I was given the opportunity to build the very first issue of this kit after it was cast. It is a garage kit produced by my friend Steve Carricato here in Colorado Springs. It is a sci-fi fantasy ship loosely based on a famous sci-fi movie which shall remain nameless. Wink, wink, nudge, nudge. Steve got the inspiration for the kit after seeing some less than stellar like items being offered for sale online. He thought he could do better, and thus far he has done well in producing them. As I stated initially, the kit I built was the very first production batch and I sent a list of changes to Steve that he has since implemented to provide for a better quality model
The kit is resin. Every bit and piece of it is resin. It looks like there are more parts than there really are as there is a lot of detail on the surfaces that busy things up a lot. The canopy feature details on the inside as well as the outside. Assembly took me all of a couple hours due to mold line clean up etc. I used two-part five-minute epoxy to attach the wings to the fuselage as I didnít want to put that much stress on butt joints using CA glue. There is a substantial amount of weight to this thing hence the five-minute epoxy. Future buyers/builders might even want to pin the wings in place for added strength
The canopy was initially going to be cast in clear resin, but problems with the resin has resulted in it being cast in cream colored resin and the windows being cut out from clear sheet and added separately.** Instructions are simply photos of the parts lay out, and where they go on the kit. It's pretty basic, but easy to follow. Steve is working on improving this aspect of the kit as well. I was able to build mine without the instructions if that is any indication of how easy it is.
assembly and painting
I started by removing the glass portions of the canopy so I could make and install my own glass with lexan sheet. I made templates using a 3x5 card to trace the window openings, and then cut them out. I taped these to the lexan and cut them out again. My templates were about as close as could be and what small gaps I did have were filled with Micro Krystal Kleer. The transition is virtually invisible. The windows were installed after final painting and weathering.
I assembled the engines next and set them aside to dry. I repeated this for the heavy cannons on the wings, and the smaller ones on the fuselage bottom. Each got painted by itself and installed at final assembly.
I pre painted most of this kit prior to assembly as there is a lot of surface detail that is hard to reach once assembled. The cockpit was the first item painted and I went with a nice dark German gray for this. Not quite RLM 66, but a close second if there was one. Gloss coating with Future prepared the office/cockpit for the onslaught of washes that were to follow. Once these had been laid in and had dried, I began picking out individual panels, knobs and such with Vallejo acrylics. A final dry brushing of Titanium White in oil brought out the last little bit of highlights. The cockpit is busy to say the least. The only items missing are a couple sets of shoulder restraints for the pilot and WISO. These are easy to source or scratch build. Iím just lazy and havenít gotten to it as yet!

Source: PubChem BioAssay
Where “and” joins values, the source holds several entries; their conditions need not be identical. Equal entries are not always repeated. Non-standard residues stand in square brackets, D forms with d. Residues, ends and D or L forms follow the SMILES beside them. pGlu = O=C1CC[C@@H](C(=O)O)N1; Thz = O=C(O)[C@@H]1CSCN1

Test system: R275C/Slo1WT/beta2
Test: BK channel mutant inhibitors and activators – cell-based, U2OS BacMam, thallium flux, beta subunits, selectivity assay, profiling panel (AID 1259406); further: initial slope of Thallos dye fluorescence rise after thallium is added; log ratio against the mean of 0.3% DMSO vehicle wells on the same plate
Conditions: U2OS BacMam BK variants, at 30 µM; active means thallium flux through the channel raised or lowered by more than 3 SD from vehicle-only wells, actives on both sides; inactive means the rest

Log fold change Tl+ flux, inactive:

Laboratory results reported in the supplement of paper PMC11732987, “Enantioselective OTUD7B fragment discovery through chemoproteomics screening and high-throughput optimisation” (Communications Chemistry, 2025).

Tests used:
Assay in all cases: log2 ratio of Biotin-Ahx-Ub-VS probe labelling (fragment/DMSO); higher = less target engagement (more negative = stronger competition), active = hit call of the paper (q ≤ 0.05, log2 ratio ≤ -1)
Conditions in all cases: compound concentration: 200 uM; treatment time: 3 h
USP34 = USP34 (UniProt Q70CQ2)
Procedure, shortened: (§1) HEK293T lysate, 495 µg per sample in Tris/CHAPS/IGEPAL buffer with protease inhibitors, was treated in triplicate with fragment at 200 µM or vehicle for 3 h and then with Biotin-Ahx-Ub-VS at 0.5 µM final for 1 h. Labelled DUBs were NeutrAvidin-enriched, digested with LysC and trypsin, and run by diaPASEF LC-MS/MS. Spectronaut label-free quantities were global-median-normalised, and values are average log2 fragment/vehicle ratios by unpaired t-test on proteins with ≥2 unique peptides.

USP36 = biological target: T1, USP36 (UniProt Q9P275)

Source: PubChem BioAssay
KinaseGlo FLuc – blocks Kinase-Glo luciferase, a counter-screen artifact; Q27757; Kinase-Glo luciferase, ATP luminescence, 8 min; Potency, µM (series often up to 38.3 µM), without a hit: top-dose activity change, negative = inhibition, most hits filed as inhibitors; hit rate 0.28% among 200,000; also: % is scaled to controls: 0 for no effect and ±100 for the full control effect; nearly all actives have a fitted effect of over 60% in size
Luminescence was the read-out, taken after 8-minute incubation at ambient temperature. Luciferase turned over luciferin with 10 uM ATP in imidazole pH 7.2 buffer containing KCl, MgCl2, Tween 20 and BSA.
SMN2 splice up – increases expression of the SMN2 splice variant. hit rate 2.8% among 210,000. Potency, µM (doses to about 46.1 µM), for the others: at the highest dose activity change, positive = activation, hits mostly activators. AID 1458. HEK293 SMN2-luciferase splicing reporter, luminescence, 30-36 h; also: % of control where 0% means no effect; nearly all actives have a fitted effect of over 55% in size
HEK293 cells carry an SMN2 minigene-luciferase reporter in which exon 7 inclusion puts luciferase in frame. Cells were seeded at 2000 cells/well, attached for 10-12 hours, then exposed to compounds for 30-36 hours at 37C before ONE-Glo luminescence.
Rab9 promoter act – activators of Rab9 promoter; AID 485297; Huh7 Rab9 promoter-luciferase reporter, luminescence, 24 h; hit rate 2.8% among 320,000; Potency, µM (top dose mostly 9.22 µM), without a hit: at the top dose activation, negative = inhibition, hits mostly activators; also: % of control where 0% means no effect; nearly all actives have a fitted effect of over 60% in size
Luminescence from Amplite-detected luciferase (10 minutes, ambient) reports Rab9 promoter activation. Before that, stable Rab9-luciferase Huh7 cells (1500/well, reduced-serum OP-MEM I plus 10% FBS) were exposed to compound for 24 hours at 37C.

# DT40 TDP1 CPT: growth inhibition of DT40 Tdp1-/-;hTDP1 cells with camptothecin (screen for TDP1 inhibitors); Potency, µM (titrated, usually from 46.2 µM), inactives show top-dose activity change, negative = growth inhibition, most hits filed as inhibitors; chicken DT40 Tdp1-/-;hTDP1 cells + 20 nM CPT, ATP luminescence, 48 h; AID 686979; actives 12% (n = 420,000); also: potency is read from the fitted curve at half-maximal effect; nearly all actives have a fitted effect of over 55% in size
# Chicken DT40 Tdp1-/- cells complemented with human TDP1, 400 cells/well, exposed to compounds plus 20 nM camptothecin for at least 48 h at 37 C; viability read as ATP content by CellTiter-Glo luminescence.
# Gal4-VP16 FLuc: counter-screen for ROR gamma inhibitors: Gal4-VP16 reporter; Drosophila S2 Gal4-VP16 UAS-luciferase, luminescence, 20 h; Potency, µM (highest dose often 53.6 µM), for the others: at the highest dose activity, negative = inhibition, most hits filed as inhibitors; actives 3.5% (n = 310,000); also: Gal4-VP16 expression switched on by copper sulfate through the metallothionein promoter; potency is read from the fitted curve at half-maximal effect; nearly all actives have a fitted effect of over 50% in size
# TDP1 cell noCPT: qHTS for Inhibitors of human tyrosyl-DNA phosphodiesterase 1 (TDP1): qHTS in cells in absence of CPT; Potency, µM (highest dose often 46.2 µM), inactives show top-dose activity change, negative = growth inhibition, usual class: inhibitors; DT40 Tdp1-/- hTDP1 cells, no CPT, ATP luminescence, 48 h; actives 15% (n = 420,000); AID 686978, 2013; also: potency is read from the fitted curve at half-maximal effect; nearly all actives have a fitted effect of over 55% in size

Initial painting was a good solid primer coat of Tamiya Fine White followed by more coats of flat white from the rattle can. I decided to pick out the two upper panels in the salmon color to help add a little eye appeal to the overall white that was shaping up. Gloss coats followed this, as did further airbrush treatments in blacks and browns for blast marks, and space residue grime. I flat coated everything to protect what I had done thus far and to prepare the surfaces for the heavy chipping I had planned for this little beauty. The chipping was done using a small pointed brush and heavily thinned Vallejo flat black and white mixtures.
Installation of the engines and guns were the final step in completing this build. The engine were painted in a dark gray similar to the cockpit, and then over-sprayed with Model Master Metalizers and various shades of Alclad II. I over shot the ends of the ďcansĒ with Alclad clear blue to give them that heat stained look. I also sprayed this on some of the other engine parts. I decided to branch away from the traditional white under carriage legs and gear and opted to go with gloss black reminiscent of some Japanese aircraft of WWII. It isnít easy to see unless the kit is picked up, but it has a nice look to it. There is no worry in this being a tail sitter as there is ample weigh in the ass end to hold it down. The landing gear is strong enough to hold the weight of this solid resin kit. The builder has the option to build the Hopper in gear up mode or gear down.
There were no decals for my FH-MkII when I started, but I believe Steve is working on some at this point. Even without them, the little ship has a certain character to it. You could raid your spares box to find some if you just had to have some on it.
Post build update
Since my build up, Steve has re-engineered some parts for better detail in the casting process. He also re-did some of the molds for easier assembly. I spent just a couple of hours assembling mine and the rest of the time painting. I imagine with these improvements assembly time is just at or even under an hour. The detail is well captured and abundant on the entire kit.
Retail price for this kit is $49.99 and can be purchased directly from Steve via his email address @ [email protected]